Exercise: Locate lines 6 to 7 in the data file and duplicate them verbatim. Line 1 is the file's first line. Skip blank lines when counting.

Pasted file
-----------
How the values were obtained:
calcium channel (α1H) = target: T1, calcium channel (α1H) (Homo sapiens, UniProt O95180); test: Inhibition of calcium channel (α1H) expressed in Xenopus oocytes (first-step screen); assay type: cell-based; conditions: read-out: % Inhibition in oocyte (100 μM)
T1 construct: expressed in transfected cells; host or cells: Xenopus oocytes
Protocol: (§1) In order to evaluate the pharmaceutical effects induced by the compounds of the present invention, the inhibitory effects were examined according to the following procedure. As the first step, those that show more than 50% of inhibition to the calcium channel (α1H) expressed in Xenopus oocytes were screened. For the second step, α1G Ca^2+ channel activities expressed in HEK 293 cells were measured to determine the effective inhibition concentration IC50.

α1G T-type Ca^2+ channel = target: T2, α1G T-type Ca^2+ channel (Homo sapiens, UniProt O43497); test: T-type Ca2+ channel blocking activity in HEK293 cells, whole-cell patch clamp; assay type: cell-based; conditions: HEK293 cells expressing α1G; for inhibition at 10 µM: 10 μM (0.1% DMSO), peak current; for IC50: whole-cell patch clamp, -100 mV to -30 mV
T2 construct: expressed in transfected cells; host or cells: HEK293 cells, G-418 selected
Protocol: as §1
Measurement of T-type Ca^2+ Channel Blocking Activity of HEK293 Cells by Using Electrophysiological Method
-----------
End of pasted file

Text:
T2 construct: expressed in transfected cells; host or cells: HEK293 cells, G-418 selected
Protocol: as §1